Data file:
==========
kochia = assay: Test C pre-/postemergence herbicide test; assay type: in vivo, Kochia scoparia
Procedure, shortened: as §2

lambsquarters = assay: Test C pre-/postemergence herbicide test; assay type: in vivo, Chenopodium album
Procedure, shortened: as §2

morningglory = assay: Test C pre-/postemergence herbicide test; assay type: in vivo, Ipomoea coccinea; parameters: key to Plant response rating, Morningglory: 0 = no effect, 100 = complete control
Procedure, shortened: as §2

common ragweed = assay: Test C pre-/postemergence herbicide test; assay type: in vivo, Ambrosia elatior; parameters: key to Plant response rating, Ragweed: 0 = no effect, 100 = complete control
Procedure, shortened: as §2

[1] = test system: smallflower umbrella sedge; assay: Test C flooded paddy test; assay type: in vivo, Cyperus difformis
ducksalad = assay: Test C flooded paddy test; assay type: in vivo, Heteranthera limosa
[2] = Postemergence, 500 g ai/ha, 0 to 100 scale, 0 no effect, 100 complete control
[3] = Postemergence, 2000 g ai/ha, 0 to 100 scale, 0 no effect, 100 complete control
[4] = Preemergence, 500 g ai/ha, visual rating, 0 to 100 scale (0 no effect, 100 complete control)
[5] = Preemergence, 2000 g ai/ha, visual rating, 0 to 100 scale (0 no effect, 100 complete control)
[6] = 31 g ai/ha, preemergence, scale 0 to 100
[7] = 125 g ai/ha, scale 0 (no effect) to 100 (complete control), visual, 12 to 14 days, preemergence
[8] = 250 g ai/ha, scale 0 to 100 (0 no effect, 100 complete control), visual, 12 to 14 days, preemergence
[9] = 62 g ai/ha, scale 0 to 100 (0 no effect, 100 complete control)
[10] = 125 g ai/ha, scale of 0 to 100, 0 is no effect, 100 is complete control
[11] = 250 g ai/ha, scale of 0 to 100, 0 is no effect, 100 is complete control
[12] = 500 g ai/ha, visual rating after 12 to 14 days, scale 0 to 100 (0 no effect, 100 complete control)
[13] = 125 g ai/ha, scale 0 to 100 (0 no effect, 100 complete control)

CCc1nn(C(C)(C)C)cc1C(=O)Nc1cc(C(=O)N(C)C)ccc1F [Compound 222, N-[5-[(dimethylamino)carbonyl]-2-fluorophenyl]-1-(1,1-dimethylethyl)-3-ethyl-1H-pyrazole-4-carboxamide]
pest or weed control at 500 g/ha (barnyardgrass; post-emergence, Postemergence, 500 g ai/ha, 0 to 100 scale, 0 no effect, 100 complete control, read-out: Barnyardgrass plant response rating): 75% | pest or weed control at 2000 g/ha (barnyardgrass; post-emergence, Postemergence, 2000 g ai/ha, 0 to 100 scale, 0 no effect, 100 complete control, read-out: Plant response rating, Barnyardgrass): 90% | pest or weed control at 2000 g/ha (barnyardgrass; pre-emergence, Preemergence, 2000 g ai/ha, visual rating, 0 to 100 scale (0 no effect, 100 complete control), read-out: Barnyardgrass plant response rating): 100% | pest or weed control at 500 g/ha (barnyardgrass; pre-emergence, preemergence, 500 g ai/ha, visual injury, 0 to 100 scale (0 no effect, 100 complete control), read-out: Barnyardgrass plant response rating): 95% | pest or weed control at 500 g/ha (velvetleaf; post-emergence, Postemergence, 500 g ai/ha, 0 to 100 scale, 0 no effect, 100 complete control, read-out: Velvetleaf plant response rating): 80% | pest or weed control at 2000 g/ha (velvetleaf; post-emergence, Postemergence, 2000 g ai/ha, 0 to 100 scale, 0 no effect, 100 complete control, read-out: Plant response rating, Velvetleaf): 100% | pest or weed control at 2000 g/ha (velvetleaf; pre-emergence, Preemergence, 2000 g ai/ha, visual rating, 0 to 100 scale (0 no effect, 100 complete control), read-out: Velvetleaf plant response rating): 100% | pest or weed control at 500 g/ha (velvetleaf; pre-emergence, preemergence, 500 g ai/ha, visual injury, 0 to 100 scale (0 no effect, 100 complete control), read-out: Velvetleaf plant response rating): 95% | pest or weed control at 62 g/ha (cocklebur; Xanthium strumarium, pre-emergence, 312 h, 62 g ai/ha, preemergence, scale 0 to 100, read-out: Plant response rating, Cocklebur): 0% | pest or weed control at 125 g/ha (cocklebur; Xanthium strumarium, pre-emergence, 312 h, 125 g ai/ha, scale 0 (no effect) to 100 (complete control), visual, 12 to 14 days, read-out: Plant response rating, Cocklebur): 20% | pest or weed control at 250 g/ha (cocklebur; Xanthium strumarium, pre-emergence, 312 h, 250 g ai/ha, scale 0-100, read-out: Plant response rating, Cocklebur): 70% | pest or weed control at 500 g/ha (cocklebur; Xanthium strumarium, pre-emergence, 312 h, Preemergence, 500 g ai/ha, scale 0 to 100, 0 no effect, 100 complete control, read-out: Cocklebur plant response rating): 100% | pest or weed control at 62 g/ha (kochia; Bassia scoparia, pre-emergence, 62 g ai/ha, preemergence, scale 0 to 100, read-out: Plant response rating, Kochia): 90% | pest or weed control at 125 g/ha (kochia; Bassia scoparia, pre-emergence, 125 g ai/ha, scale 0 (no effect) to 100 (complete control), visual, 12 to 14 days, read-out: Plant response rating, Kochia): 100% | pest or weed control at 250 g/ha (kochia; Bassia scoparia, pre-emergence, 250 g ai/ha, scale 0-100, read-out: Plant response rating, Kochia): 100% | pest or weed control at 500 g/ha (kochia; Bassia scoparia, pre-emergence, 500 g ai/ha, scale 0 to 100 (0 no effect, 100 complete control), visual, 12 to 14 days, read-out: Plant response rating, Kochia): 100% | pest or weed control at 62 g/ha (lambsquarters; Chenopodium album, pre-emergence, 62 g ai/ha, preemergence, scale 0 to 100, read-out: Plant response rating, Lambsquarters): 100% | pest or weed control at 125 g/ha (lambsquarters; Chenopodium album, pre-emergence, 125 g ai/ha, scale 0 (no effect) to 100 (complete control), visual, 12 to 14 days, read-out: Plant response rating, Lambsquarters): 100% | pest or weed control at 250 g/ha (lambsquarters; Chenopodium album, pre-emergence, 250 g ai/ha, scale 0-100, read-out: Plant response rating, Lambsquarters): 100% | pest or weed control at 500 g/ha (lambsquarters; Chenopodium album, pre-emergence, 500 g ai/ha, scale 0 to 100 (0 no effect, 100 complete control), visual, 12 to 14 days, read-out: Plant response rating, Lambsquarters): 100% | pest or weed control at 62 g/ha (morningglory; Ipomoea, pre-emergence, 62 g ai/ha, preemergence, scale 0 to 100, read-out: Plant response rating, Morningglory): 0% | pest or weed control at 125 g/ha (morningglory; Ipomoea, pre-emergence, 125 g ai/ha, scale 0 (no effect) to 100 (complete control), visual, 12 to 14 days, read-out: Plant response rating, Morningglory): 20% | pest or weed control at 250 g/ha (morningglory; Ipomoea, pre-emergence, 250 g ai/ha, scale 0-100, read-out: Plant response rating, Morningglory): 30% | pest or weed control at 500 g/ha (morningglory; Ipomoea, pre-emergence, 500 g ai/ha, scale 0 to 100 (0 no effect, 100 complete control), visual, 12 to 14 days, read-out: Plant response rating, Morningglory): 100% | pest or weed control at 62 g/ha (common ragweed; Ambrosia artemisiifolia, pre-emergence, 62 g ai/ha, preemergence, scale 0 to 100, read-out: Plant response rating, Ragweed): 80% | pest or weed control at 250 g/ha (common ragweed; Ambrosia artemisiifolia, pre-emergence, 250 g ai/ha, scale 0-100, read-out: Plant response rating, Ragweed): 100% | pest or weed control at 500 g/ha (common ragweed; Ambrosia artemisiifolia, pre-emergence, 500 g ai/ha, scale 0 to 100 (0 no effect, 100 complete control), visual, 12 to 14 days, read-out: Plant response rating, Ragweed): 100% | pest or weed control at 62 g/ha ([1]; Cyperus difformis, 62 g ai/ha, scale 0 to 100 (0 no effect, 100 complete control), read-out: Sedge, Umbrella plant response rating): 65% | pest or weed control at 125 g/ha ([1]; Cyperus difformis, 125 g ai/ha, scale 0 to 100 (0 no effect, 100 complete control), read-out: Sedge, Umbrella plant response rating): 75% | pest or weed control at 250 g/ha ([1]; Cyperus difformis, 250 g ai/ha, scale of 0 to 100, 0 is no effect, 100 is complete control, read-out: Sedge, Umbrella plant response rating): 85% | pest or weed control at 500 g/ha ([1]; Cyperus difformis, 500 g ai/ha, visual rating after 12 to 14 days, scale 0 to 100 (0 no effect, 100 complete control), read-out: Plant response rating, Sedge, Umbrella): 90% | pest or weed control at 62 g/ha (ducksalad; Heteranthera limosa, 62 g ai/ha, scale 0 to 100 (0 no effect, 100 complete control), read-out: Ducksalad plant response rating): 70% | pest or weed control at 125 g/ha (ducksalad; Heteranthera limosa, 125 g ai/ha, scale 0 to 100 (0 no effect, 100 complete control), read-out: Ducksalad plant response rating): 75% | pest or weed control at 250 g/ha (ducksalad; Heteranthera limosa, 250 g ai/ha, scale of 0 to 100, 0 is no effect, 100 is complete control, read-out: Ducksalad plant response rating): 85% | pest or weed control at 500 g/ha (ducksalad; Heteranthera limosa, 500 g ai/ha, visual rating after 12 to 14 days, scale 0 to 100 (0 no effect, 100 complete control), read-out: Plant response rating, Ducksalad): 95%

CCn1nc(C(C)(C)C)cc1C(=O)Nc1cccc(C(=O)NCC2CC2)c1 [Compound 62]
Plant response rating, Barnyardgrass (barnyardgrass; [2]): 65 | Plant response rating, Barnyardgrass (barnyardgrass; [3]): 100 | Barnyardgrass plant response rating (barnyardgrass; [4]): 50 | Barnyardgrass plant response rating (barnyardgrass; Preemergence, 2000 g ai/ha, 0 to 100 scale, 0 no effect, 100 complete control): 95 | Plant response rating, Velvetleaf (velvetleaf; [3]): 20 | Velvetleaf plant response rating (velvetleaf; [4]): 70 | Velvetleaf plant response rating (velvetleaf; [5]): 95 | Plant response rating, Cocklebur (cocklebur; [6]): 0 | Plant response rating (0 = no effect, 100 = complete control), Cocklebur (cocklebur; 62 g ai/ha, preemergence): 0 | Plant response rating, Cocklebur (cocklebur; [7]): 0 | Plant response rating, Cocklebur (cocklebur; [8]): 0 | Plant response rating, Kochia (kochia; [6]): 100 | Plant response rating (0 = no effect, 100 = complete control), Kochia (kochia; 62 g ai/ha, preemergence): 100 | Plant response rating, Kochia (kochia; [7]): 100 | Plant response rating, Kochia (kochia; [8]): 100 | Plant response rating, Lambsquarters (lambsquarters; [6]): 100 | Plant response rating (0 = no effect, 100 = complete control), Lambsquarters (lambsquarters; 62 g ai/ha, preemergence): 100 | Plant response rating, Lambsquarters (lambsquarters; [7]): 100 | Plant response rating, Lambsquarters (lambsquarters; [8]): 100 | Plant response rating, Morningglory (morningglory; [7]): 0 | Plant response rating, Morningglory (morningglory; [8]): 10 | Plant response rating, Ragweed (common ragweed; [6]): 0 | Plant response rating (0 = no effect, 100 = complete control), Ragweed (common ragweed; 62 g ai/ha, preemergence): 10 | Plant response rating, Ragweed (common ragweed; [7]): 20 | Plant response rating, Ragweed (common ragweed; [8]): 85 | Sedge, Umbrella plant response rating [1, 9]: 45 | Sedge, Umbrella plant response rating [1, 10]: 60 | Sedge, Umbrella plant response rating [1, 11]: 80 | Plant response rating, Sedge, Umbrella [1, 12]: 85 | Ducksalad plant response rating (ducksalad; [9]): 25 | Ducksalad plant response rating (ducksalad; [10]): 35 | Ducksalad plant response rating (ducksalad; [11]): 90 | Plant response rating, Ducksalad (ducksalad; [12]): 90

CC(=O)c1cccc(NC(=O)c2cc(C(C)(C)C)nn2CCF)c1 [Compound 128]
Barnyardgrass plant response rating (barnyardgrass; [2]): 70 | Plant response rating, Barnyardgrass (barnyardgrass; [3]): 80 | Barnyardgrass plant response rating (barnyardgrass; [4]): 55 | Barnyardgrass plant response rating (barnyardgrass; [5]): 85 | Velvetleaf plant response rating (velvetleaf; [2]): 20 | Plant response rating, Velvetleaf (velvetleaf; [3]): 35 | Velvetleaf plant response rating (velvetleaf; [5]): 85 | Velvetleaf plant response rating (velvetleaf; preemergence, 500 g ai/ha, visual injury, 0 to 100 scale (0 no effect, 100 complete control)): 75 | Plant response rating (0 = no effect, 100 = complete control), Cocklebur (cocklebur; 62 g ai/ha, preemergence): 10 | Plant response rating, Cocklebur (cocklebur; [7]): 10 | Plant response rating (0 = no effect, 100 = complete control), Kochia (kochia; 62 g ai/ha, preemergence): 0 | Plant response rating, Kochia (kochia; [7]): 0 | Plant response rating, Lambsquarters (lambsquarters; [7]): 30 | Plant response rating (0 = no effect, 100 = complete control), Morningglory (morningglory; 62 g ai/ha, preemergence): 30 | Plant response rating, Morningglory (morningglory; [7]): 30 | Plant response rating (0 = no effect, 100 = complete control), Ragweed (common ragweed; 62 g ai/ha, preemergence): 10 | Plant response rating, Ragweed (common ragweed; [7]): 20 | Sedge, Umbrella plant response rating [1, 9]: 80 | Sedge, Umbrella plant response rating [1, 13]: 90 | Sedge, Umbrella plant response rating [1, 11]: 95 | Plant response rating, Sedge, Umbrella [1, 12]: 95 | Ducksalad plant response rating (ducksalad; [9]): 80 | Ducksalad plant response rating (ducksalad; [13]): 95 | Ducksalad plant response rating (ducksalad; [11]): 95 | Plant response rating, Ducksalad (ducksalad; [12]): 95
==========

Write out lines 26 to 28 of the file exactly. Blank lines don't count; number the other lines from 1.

Plant response rating, Barnyardgrass (barnyardgrass; [2]): 65 | Plant response rating, Barnyardgrass (barnyardgrass; [3]): 100 | Barnyardgrass plant response rating (barnyardgrass; [4]): 50 | Barnyardgrass plant response rating (barnyardgrass; Preemergence, 2000 g ai/ha, 0 to 100 scale, 0 no effect, 100 complete control): 95 | Plant response rating, Velvetleaf (velvetleaf; [3]): 20 | Velvetleaf plant response rating (velvetleaf; [4]): 70 | Velvetleaf plant response rating (velvetleaf; [5]): 95 | Plant response rating, Cocklebur (cocklebur; [6]): 0 | Plant response rating (0 = no effect, 100 = complete control), Cocklebur (cocklebur; 62 g ai/ha, preemergence): 0 | Plant response rating, Cocklebur (cocklebur; [7]): 0 | Plant response rating, Cocklebur (cocklebur; [8]): 0 | Plant response rating, Kochia (kochia; [6]): 100 | Plant response rating (0 = no effect, 100 = complete control), Kochia (kochia; 62 g ai/ha, preemergence): 100 | Plant response rating, Kochia (kochia; [7]): 100 | Plant response rating, Kochia (kochia; [8]): 100 | Plant response rating, Lambsquarters (lambsquarters; [6]): 100 | Plant response rating (0 = no effect, 100 = complete control), Lambsquarters (lambsquarters; 62 g ai/ha, preemergence): 100 | Plant response rating, Lambsquarters (lambsquarters; [7]): 100 | Plant response rating, Lambsquarters (lambsquarters; [8]): 100 | Plant response rating, Morningglory (morningglory; [7]): 0 | Plant response rating, Morningglory (morningglory; [8]): 10 | Plant response rating, Ragweed (common ragweed; [6]): 0 | Plant response rating (0 = no effect, 100 = complete control), Ragweed (common ragweed; 62 g ai/ha, preemergence): 10 | Plant response rating, Ragweed (common ragweed; [7]): 20 | Plant response rating, Ragweed (common ragweed; [8]): 85 | Sedge, Umbrella plant response rating [1, 9]: 45 | Sedge, Umbrella plant response rating [1, 10]: 60 | Sedge, Umbrella plant response rating [1, 11]: 80 | Plant response rating, Sedge, Umbrella [1, 12]: 85 | Ducksalad plant response rating (ducksalad; [9]): 25 | Ducksalad plant response rating (ducksalad; [10]): 35 | Ducksalad plant response rating (ducksalad; [11]): 90 | Plant response rating, Ducksalad (ducksalad; [12]): 90

CC(=O)c1cccc(NC(=O)c2cc(C(C)(C)C)nn2CCF)c1 [Compound 128]
Barnyardgrass plant response rating (barnyardgrass; [2]): 70 | Plant response rating, Barnyardgrass (barnyardgrass; [3]): 80 | Barnyardgrass plant response rating (barnyardgrass; [4]): 55 | Barnyardgrass plant response rating (barnyardgrass; [5]): 85 | Velvetleaf plant response rating (velvetleaf; [2]): 20 | Plant response rating, Velvetleaf (velvetleaf; [3]): 35 | Velvetleaf plant response rating (velvetleaf; [5]): 85 | Velvetleaf plant response rating (velvetleaf; preemergence, 500 g ai/ha, visual injury, 0 to 100 scale (0 no effect, 100 complete control)): 75 | Plant response rating (0 = no effect, 100 = complete control), Cocklebur (cocklebur; 62 g ai/ha, preemergence): 10 | Plant response rating, Cocklebur (cocklebur; [7]): 10 | Plant response rating (0 = no effect, 100 = complete control), Kochia (kochia; 62 g ai/ha, preemergence): 0 | Plant response rating, Kochia (kochia; [7]): 0 | Plant response rating, Lambsquarters (lambsquarters; [7]): 30 | Plant response rating (0 = no effect, 100 = complete control), Morningglory (morningglory; 62 g ai/ha, preemergence): 30 | Plant response rating, Morningglory (morningglory; [7]): 30 | Plant response rating (0 = no effect, 100 = complete control), Ragweed (common ragweed; 62 g ai/ha, preemergence): 10 | Plant response rating, Ragweed (common ragweed; [7]): 20 | Sedge, Umbrella plant response rating [1, 9]: 80 | Sedge, Umbrella plant response rating [1, 13]: 90 | Sedge, Umbrella plant response rating [1, 11]: 95 | Plant response rating, Sedge, Umbrella [1, 12]: 95 | Ducksalad plant response rating (ducksalad; [9]): 80 | Ducksalad plant response rating (ducksalad; [13]): 95 | Ducksalad plant response rating (ducksalad; [11]): 95 | Plant response rating, Ducksalad (ducksalad; [12]): 95